The Courier News from Blytheville, Arkansas on December 19, 1953 · Page 1
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December 19, 1953

The Courier News from Blytheville, Arkansas · Page 1

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Blytheville, Arkansas
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Saturday, December 19, 1953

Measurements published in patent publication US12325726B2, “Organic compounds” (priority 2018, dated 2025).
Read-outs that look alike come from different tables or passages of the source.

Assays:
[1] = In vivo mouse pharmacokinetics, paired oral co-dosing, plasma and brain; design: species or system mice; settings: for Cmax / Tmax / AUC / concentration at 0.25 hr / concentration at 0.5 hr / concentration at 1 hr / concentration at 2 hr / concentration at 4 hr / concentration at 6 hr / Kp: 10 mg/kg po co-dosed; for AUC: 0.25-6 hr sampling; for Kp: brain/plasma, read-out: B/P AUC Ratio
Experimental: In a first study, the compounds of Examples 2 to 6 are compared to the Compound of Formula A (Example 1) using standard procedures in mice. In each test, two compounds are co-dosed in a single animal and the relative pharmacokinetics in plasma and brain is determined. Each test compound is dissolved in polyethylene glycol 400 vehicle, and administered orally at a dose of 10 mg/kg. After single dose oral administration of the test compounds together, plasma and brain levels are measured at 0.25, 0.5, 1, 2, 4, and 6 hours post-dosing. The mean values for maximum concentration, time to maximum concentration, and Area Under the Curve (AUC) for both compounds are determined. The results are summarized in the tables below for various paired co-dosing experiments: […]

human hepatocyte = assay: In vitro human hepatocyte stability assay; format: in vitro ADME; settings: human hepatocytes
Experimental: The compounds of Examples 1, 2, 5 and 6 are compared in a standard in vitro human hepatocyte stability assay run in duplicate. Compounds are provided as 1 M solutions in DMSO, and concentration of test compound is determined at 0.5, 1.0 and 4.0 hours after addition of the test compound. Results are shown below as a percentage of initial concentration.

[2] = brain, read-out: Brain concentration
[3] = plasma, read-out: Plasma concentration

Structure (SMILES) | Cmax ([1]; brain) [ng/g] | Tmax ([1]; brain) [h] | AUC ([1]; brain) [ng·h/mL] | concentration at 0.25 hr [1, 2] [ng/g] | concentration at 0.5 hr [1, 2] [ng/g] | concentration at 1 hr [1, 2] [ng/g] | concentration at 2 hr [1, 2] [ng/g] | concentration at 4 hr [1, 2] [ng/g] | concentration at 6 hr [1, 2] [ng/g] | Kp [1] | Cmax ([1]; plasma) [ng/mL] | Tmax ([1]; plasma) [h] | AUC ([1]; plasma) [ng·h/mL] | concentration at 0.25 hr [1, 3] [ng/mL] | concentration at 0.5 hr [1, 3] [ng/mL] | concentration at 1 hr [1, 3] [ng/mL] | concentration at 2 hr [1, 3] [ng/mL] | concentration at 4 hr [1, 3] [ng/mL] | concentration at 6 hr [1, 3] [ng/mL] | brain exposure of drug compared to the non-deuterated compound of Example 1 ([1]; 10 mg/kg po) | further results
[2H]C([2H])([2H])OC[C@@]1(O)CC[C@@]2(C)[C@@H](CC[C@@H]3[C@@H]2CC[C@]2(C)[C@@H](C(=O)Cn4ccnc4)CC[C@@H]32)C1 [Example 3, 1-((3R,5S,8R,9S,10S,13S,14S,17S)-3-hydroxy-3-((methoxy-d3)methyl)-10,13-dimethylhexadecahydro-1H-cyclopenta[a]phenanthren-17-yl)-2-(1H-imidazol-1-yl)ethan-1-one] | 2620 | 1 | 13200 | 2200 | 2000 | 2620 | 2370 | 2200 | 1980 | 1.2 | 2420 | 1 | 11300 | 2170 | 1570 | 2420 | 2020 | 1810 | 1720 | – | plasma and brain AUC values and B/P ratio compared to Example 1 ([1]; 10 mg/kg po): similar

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BLYTHEVILLE COURIER NEWS THE DOMINANT NEWSPAPER OP NORTHEAST ARKANSAS AND SOUTHEAST MISSOURI VOL. XLIX—NO. 230 BIythevillfi Courier Blytheville Daily News Mississippi Valley Leader Blytheville Herald BLYTHEVILLE, ARKANSAS, SATURDAY, DECEMBER 19, 1953 EIGHT PAGES SINGLE COPIES FIVE CENTS French Fail In Fifth Try For Leader r Laniel Holds Slim Lead In Balloting VERSAILLES, France (AP; — The French Parliament failed today for the fifth time in three days to elect a presi dent of the republic. With Premier Joseph Laniel still 52 votes away from victory on the fourth count last night, speculation grew that a comrpomise candidate might be necessary to break the stalemate. It was the first time since Parliament began electing the chief of state after the Franco- Prussian War that so many ballots had been cast without a decision. The fifth vote was scheduled this afternoon {8 a.m. EST) in the legislative chamber built in 1871 in the courtyard of the palace where French kings once held court. The 46 members of the National Assembly and the upper house sit Jointly to choose a president. Laniel, a wealthy independent textile magnate who has been Premier since June 28. received 408 votes in last night's count. He was j 1 closely followed by his only avowed opponent, 61-year-old Socialist Marcel-Edmond Naegelen with 344. Blank Ballots The search for a comrpomise candidate quickened when it became apparent the key Radical Socialists (moderates) were standing firm in their opposition to Laniel. Many senators and deputies threw their votes to non-candidates In order to keep either Laniel or Naegelen from being elected. Some even cast blank ballots. The two avowed candidates are backed by the opposite wings of French politics. Leftist members, Including the large Communist bloc, lined up solidly behind Nae- gelen, while the rightists backed Laniel. The center factions appeared unwilling to decide definitely between the two men, obviously hoping for a compromise. Among the possibilities most mentioned were former Premier Heryi Queuill/?,, a Radical Socialist, and the retiring president, Vincent Auriol. Auriol has announced firmly several times that he would not seek a second seven-year term. But friends thougt he might reconsider if needed to end a hopeless stalemate. The presidency is largely a ceremonial post with almost no power and the issues in the race appeared to be more personal then political. SCEN'E OF FATAL FIRE — Two Negro children, Jessie and Frances Jones, lost their lives in a fire which destroyed their farm home on the Fete Coleman farm near Steele, Mo., yesterday afternoon while their parents, Henry and Alice Jones, were picking cotton. The children's uncle, George Jones, was seriously burned in a heroic attempt to save the boy and girl. (Courier News Photo) 2 Negro Children Die In Blaze Near Steele STEELE, Mo. — Two Negro children lost their lives in a fire which destroyed their home on the Pete Coleman farm near here yesterday afternoon despite heroic efforts by their uncle to save them. The dead are Jessie Jones, 2, and* Student/I 8, Gets Life For Killing CLINTON, Ark. W) — Eighteen- year-old Leslie Wright, his thumbs hooked in his hip pockets, yesterday was sentenced to life imprisonment for the murder of his mother. He stood impassively while Judge Woody Murray pronounced sentence after an all-male jury convicted him of first degree murder in the rifle slaying of Mrs. Junious Wright. He began weeping quietly after the sentencing. ' The bodies of Wright's parents were found sprawled in the fron yard of their home near Bee Branch last Sept. 8. Both had been shot several times. The youth also is charged his father's death but Pro.secut.or Alton Biddle said last night he didn't know if he would bring him to trial on the second accusation. Wright's attorney, Opie Rogers did not say if he would appeal the decision, reached after an hour and 15 minutes deliberation following a five-day trial. The lawyer waived the customary two-day waiting period between conviction and sentencing. Defense Pleaded Insanity The state claimed that the former high school basketball player shot his parents when they objected to his plans to quit school and marry. The defense based its innocent plea on insanity. Dr. Elizabeth Fletcher, a Little Rock psychiatrist, said she believed Wright was suffering fro; ^» mental disorder at the time of stfie shootings and termed him a "borderline case." As a rebuttal witness for the state, a State Hospital official said that Wright was found to be without psychosis when he was examined following his arrest. The state Introduced ns evidence t statement Wright reportedly dictated following his arrest. It said he fired at his parents »s they sat r.t a dining room table «nd followed both of them Into the yard, firing as they stumbled for help. Wright was quoted as sayinf? he fired the flnnl bullet at his mother as she rang a IIURC dinner bell in •n attempt lo summon aid. J. L. Wi-lRlit, the convicted 8m MURDER to Page I , Leroy Jones, 5. whose parents, Hen- rv and Alice Jones, are farm workers The uncle, George Jones. 39, was .eriously burned when he tried to ;ave the children from the fire. The parents with their other three children were picking cotton near Luxora when the fire occurred. No one - is certain how the fire started, hut it is thought a faulty flue let sparks from the wood heater get into the attic. Seeing the fire in the roof of the house from across a cotton field, the uncle and a friend. Nathaniel Jones, ran to the house to try and help the children. As they approached Leroy was on the front porch and ran back into the house, apparently in an attempt to help .save his little brother. The suction caused by the fire slammed the front door shut as the men got to the front porch. Throwing his .weight against it, George crashed open the door and fell into the burning building as a sheet of flame engulfed his body. Nathaniel Jones called to him that' Five Rescued From B29 Crash Blodgeitio Head Plumbing Firm Here after Jan. 1 Mayor Releases Review of Activities During His Tenure Retiring Mayor Dan Blodgelt said today that he will assume active managership of Arkansas Plumbing and Supply Co., after the first of the year when he leaves the city's highest office. Mayor Blodgetl is one of the original incorporators of the company. In preparing to clear his office for Mayor-Elect E. R. Jackson, Mayor Blodgett released the following summary of activities of his two years in office: Paid indebtedness of $14.0uO on H^j Little Park and $32,000 to the coun- Co-Pilot Killed, Two Crewmen ' Critically Hurt OGDEN, Utah l.-Pi—Five of seven persons rescued yesterday from the fiery wreckage of an Air Force B29 may be released from Hill, . , . Air Force Base hospital today. ty whlcn was b °'™wed to complete The big plane crashe.1 at Ogden P re y»™s,3treel T wldemng programs. ... ° i w ^rfced i Ike, GOP Leaders Hold Final Legislative Program Talks 'More Effective' Way of Curbing Crime Sought By JACK BEIX WASHINGTON (A P) — President Eisenhower swung into the final day of conferences on his 1954 legislative program today with a discussion of "more effective" ways of dealing with both subversives and big-time criminals. The President, outlining the agenda for the third day of the closed meetings with Republican leaders and others, called on Atty. Gen. Brownell to discuss "several proposals designed to provide more effective investigation and prosecution not only of subversive elements in our society but also of criminals who presently take advantage of certain loopholes in the law." Among those taking part in the discussions were Sen. McCarthy (R-Wis), chairman of the Senate Government Operations Committee and investigating subcommittee: Rep. Velde (R-I11), chairman of the House Un-American Activities Committee, Sen. Wiley (K-Wis), ranking Republican on the Senate Judiciary Committee, and Rep. Chauncey W. Reed (R-I11), chairman of the House Judiciary Committee. Discussions Extended It was learned that the talks went'beyond the two proposals recently advanced by Brownell to (A) grant immunity from prosecu- Jon to selected persons testifying before congressional committees and (B) legalize the, use in court The field was reported to have of ways to deal more effectively COMPLETE WORK FOR YULE PARTY — and repairing stuffed toys for the annual Kiwanls- Virginia Darby. Delia Mae Vernon and Shirley Jaycee Christmas party for the needy. Future. Trimm (left to right) Blytheville Future Home- Farmers of America members renovated woodeu makers of America members, were among FHA and metallic toys. (Courier News Photo) girls who worked on making dresses for old dolls Officer Dolan Indicted Greenlease Probe KANSAS CITY (AP) — One of the officers who arrested kidnaper Carl Austin Hall has been indicted on a charge of perjury by a federal grand jury probing the missing "reenlease ransom money. The indictment was returned ate yesterday against Elmer Dol- 111, 25. shortly after he had appeared before the grand jury. Dolnn and Lt. Louis Shoulders The 'field was reported to have Hill Field officials said the plane Eighth, Ruddle Road, Clear Lake ping in espionage investigations. arrested Hall in St. Louis Oct. 6. Dolan was suspended by the St. Louis police board Dec. 10 pending distress or there was a window close by and to ! whether the pilot may have mistaken the smaller Ogden Field for Hill. Classified Work The craft was attached to (he ing. Nathaniel grabbed him and rol- ™V hRaclar ^ n( , [ ° l \ Squadron led him in icy water at the side of whlch m °™d to Utah recently try and get to it. George threw himself through the window and fell into the yard amid broken glass with his clothes burn- Lhe road from the Sioux City, Io\va, air base. .Nathaniel said he could see the The Air Porce snid Mtm ' e of the roof falling in as the uncle entered the house, but heavy billows of smoke blocked the rest of his view. There was no sound from the children and they apparently were overcome by smoke. George was taken to Blytheville Hospital and was reported in serious condition from burns on his face and body. Graveside services for the two boys were conducted at 3:30 p. m. today at Holly Grove Cemetary with squadron's work was classified. Passersby rescued the seven from the plane and one, a nurse, administered first aid before ambulances arrived. The air force identified the dead c-opilot as Capt. B. D. Wilson, 31, of Hill AFB and Chester. Pa., a son of Benjamin F. Wilson, Tel- ham, Te*nn. Listed in critical condition was Capt. W. B. Spicer, 34, navigator, )f Norwich, Conn. The plane's pilot ind squadron commander, Maj. J. German Funeral Home in charge, j A. Gcrwick, 36, of Orlando. Fla., In addition to the parents, survi- I was listed in a "semi-critical" con- vors include a brother, Henry, and dition. two sisters, Dorothy Mae and Fran- and Delmar, also with property owners' aid. Participated in new additions by doing rough grading. Assisted formation of Sewer District Four and assumed maintenance of district. Requested trom Arkansas-Missouri Power Co. (which later installed them) street lights in north end of town, David. Acres and Robinson, Pride and Allison additions Assisted Fair Board in cleaning protection of the Fifth Amendment gainst seli-incrimination before the Senate crim investigating committee once headed by Sen. Kefauver (R-Tenn). Government attorneys have been studying ways to deal a blow at Communists in labor unions and to make it easier to revoke the citizenship of criminal Clements who came here from other lands. The three-day sessions already have brought from Eisenhower assurance that the policy makers! consider the way clear for the tax Kidnap-Killers neo MARYVILLE. Mo. Wi—Carl Austin Hnll and Mrs., Bonnie Brov/n Heady, who died together for the Iddnap-slaying of Bobby Greenlease, will be buried 175 miles a hearing on charges growing out of the handling of the surest. Shoulders resigned from the police force in October, charging the investigation ' into the arrest was "assassinating and destroying" his character. Hall and Mrs. Bonnie Brown Heady were executed yesterday for the kidnaping and slaying of 6- ycar-olri Bobby Greenlease, the .son of a wealthy Kansas City automobile dealer. Hall contended lo the end that two suitcases contnining $600,000 ransom money were not taken to n police station with him after his arrest. Later $303,720 of the ransom money.was missing. No Suitcases Dolan said both suitcases were taken to the station with Hall. Several persons who were in the station when Hall WHS taken in tes- and maintaining Walker Park cuts set for Jan. 1 to go through where, with cooperation of Fair "" llm " Board, first Negro sector of park was set up. Joined with American Legion in sponsoring 01 annual Fishing Ku- 'ieo. With cooperation of Junior Cham her of Commerce, set up school .safety patrol. on time. Atty . Gen. Brownell was understood to have his arguments mar- shalled for the conference, seeking support of legislative changes to: 1. Permit court use of evidence obtained by wire tapping in espionage cases. 2. Make it possible to extend to •aid 3,700 feet of eight-inch sewer w jtnesses immunity from prosecu- ,)ipe to facilitate opening of county I tlon based on testimony they give hospital. before such congressional groups ces Mac. Needy Children To Benefit from Free Shows Here Blytheville youngsters today began making plans to attend two picture shows next week which are being staged so that less fortunate children may have a bigger, better Christmas. Monday at 10 o'clock the children will see Audie Murphy in "Cimmaron Kid" at the Mox, Tuesday at 9:30, the Ritz Theater will throw open its doors for the children. At each, only admission charged will be canned goods, fruit or toys. Members of Kiwanis and Junior Chamber of Commerce will take charge of these "gate receipts" and will distribute them at their annual Christmas party for needy children. Communists Offer Farmers Bonus HONG KONG (fP)— Faced with a food shortage, which has been reported mounting the past month in Communist China, Red authorities in Canton have offered whopping special bonuses to farmers. At the same time, the South China Communists reportedly have resorted to violent means to make the farmers, who fear a winter famine, give up hoarded stocks. Reduced city taxes. | as the Semlte permanent investisa- Renovated police headquarters. ! tions subcommittee of which Mc- Jnstalled new heating plant and iCarlny (s <;„„(,.„,„„_„ proposal See IKE on PCKC 8 painted City Hall interior. Replaced six sanitary trucks, three police cars and street sweeper. Put new gravel on 86 blocks of streets and high school parking lot. Cooperated with Sudbury PTA in erecting fence at school. Four Penalized In Traffic Cases Municipal Ciurt collected a total — of S179 this morning from four bond Tlw'toranndciMncient Chinese" press' j forfeitures and fines on charges of in Hong Kong has reported many killings of and by Red cadre teams sent into the countryside to seek move rice. The bonus is handled through the Two-Headed Boy Holds His Own INDIANAPOLIS fVP) —The condition of the week-old two-headod boy continued the same, "satisfactory," today at Riley Hospital. The baby remained under observation and Dr. John D- Van Nuys, dean at Indiana University Medical Center, said the boy would remain at the hospital until he no longer requires medical rare, speeding and one charge of driving j An announcement that the boy while intoxicated. Forfeiting bonds of $19.75 on charges, of speeding were Ralph Rushing, J. P. simpkins, Clotes People's Bank. Farmers who sell Lovelace, and Jeff Rauls. l was ready to be taken to his par' ents 1 home in Washington, Ind., was a misunderstanding, Dr. Van Nuys said, their rice to the government can B. Lansrialc was fined $100 today,, despile the wpmnn'F, \( [iicd Lhey saw no suitcases. Shoulders at one time said he and Dofan had taken the suitcases to the .station at the time Hall was booked. Later he said he "slipped" the .suitcases into the station 10 minutes after Hall was taken in death row wish that they be laid to rest side-by-side. Hall's body was to be taken to Pleasonton, Kan., for buria! at, 10 a.m. from the Jefferson City, Mo., funeral home where it has been since the pair was executed early yesterday. The body of Mrs. Heady was brought hero yesterday. The exact time for her funeral had not been announced. She will be buried in the Clearmont. Mo. cemetery here. Both will be buried next to their parents. Request Denied The 4!-yoar-old woman had asked that Hall, her 34-year-old lover, be buried beside her. But the request, was denied. "lie has no rif4bt here," said Nodaway County Prosecutor Gene Thompson. "There was no attempt to prevent her being buried with her parents," Thompson said. "That's where she belongs. It is right that Carl Hall will not be buried here." Funeral arrangements for Hall were being made by an olti family friend. Alty. Marshall Hoag of Pleasonton. Hoau, who was n wiv ness to the execution, said Hall asked him to make the arrangements shortly before he entered the gas chamber. Mrs. Nell Baker of Chicago, Mrs. Heady's aunt, is expected to be the only relative present for Mrs. Heady's funeral. Rescue Teams Seek Survivors Crashed Navy Bomber Reported Seen in Iceland REYKJAVIK, Iceland W— American anci Icelandic rescue teams pushed up mile-high Myrdalsjokull Glacier today, racing toward the wreck of a u. S. Navy bomber and its reported survivors. The smashed plane, a two-en- gined Lockheed Neptune which disappeared Thursday on a patrol flight, from Keflavik airport, near Reykjavik, was sighted yesterday by a U.S. Air Force rescue plane. At least three of its nine-man crew were said to be alive. American planes quickly dropped survival equipment to the downed fliers and the U.S. 53rd Air Rescue Squadron flew a ground rescue pnrty, including Icelandic ski experts, to .a small airfield at the foot of the glacier. There was no indication how In the indictment, the grand jury charged: "The testimony of Elmer Dolan. as he then and there •—-' knew and believed, was untrue and false in that Lhe suitcases mentioned . . , containing the ransom money were j W Planes and ships, not taken into the police station Strong freezing winds still swept at the time or in the manner al- th * frozen wastes last night but legcd long it might take the party to push its way up the sprawling mass of ice. The glacier, centered near the south coast about 110 miles southeast of Reyfcjvaik, is 30 miles long and from 10 to 20 miles wide. It rises as high is 6,466 feet above sea level. Strong: Winds The plane described as "badly iroken up", was spotted at about ,he 4.000-foot mar after a 24-hour search through howling blizzards in the testimony. Following arraignment, Dolan was Jailed in default of 535,000 bond. At his home in St. Louis last, ni"nt Shoulders staled he has " ' weather there were signs the mlcht be improving. There was no indication yet as to the cause of the crash. The bomber had taken off from Kef- .avik airfield at 10 a.m. for a flight "nolhW at all'to'say" about the <" apponximately "ye hours. Its ind rtmeni of Dolan lasl message received at 2:11 p.m. indictment, o. um<m, „,„...* i™ ~,ii~,. -~,,fv,_ Inside Today's Courier News . . . Chicks Recover to Get Sixth Victory Over VVhitchavcn . . . Sports . . . page 5 ... . . . Whilten: Ycar-Roiind Yule Spirit . . . Courier News Feature . , . . . page 3 ... . . . We Three Show Unity Despite Small Variations in Opinion . . . said it, was about 100 miles south- See CRASH on Page 8 Editorials . . page 4 . Population of Tokyo Rises to 7,469,538 TOKYO I/PI— The population of Tokyo climbed to 7,469,538 persons as of Nov. 1, Kyodo News Service said today. This is an increase of 352.982 over the corresponding period last year. Tokyo still is the world's third largest city, behind Londin with a population of 8.346,137 and New York with 7,891,957. deposit the proceeds in the bank ! nnrt COMs an <J was sentenced to 24 at a special monthly interest of 15 [ h ° u "> m .I al1 °" « charge of drivinr per cent for three months and 20 wnllc '"toxicated. per cent if the deposit is left for It Was Bound to Happen-Mary Christmas of Santa Claus, Ind. Lawrenceville, 111., Wi — Mary Christmas, a Lawrenceville school teacher who was born near Santa Clans, Ind., is having her usual happy time around the holidays. But as always during the Christmas period, Mary says she Is a little "mixed up". "I get mixed up around the holidays," Mary Christmas said, "because I never know if people are calling me or Just giving holiday greetings." Miss Christmas, 34, said that when she's Introduced to people "They alwr.ys answer, 'Yeah, and cnll me happy New Year or Fourth of July.' "I've heard those Jokes over and over, but if they stopped I'd almost be disappointed." Miss Christmas, in years past, sent holiday greetings cards which read: "Merry Christmas from Mary Christmas," or Happy New Year Mary Christmas." Miss Christmas, who was born on a farm near Poseyville, Ind. about 50 miles from Santa Claus insists her .parents "didn't realize what they had done "when they named their only daughter Mary. "They took my first and middle names from my grandparent.*; who were named Grace and Mary," she explains, adding: "Mary Just happened to come out first." Weather ARKANSAS — Increasing cloudiness with rising temperatures this afternoon, tonight and Sunday. Occasional light vain tonight and Sunday. Highest temperature this afternoon near SO; low tonight 36-38. MISSOURI — Fair north and partly cloudy south this afternoon and tonight, becoming generally fair over the state Sunday except In the south. Mnxlmiim yc-.sterrlny—.18. Minimum yt-sterday—2. 1 ). Snnrlf>R tomorrow—7:02. Sunset today—4 -.52. Precipitation last 24 hours to 7:00 a. m. today—nonfi. Mc-tin tpmprrfUurfi (midway between riltih find low)—.11.5. Precipitation Jan. l to date~30.l< ThU Date l,.isl Year Mftvlninm yor.trrrlrw -fit), Minimum yrMrrtlay—47. Precipitation January 1 to date— 42.19. American POWs Plan Festive Christmas By STAN CARTER P A N M U N ,1 0 M (AP) — Twenty-two American war prisoners planned a festive Christmas behind harhecl wire today as the U. N. Command made a last minute appeal that they weigh carefully their decision to stay with the Reds. A 12-page letter addressed to each prisoner urged them to be certain their refusal to return home was not an "Irrevocable" mistake. Copies of the letter were sent to U. Gen. K. S. Thlmayya. Indian chairman of the Neutrnl Nations Repatriation Commission with n note asking they be delivered to the 22 Americans In neutral custody. A spokesman (or Triimayya Indicated the "come home" Idler would have to be approved h;: ihc five-nation NNRC Monday, 90-day period for trying to woo home unrepatriated War prisoners. Ij'ttle Chance of Interview There appeared to be little chance that facc-to-face interviews with the balky Americans would be arranged before the deadline. The letter actually is a statement Allied explainers planned to use during interviews with the prisoners. The U.N. Command also was reported planning loudspeaker broadcasts to the prisoners before the Wednesday deadline. Both pro-Communist and anti- Communist prisoners in neutral custody made preparations for celebrating Christmas In their barbed wire compounds. The Indian Command snid It had received from the Communists and delivered a truckload of athletic equipment lo the pro-Communist north camp, along with decorations and colored tissue paper. Holiday two rttyi before expiration ol the I tood also has been supplied lor the Americans, one Briton and South Koreans in the camp. 22,000 Get Gift Some 22,000 Chinese and North Koreans in the anti-Red south camp will get Christmas delicacies from the U.N. Command the Indian Command said, n said It would dis tribvite gifts from outside organizations, including several planeloads of food from Formosa. After Wednesday prisoners who have not come home will be listed as absent without leave. A month later they automatically will be classed as deserters. "Now Is the time to seriously consider that there is nothing more humiliating than to -liscover that one has been a fool, used for someone's questionable purposes and then later tossed aside like on old shoe," the letter declares. "Be certain In your mind that you arc not just grist for the propaganda mill." ... A reasonable rirclslon requires a thoughtful evaluation of 327 family ties. If. these mean anything at all, it should be remembered that these, like cake, cannot be had and eaten too. You cannot forsake family ties and have them too." Statement of Principle The U.N. Command called the letter a "statement of principle" listing seven suggestions to the American captives. The seven suggestions, briefly: 1. A free choice must be between "alternatives." 2. A free choice reoulres correct information. 3. Remember your families. 4. Make sure your decision la free of "coercion and duress." 5. Be wary of "promises of future rewards . . ." 6. You can serve mankind best among your own people. 7. You must be fully aware of the technique's of education, persuasion and Indoctrination which may have been employed In brlng- ng you to your decision.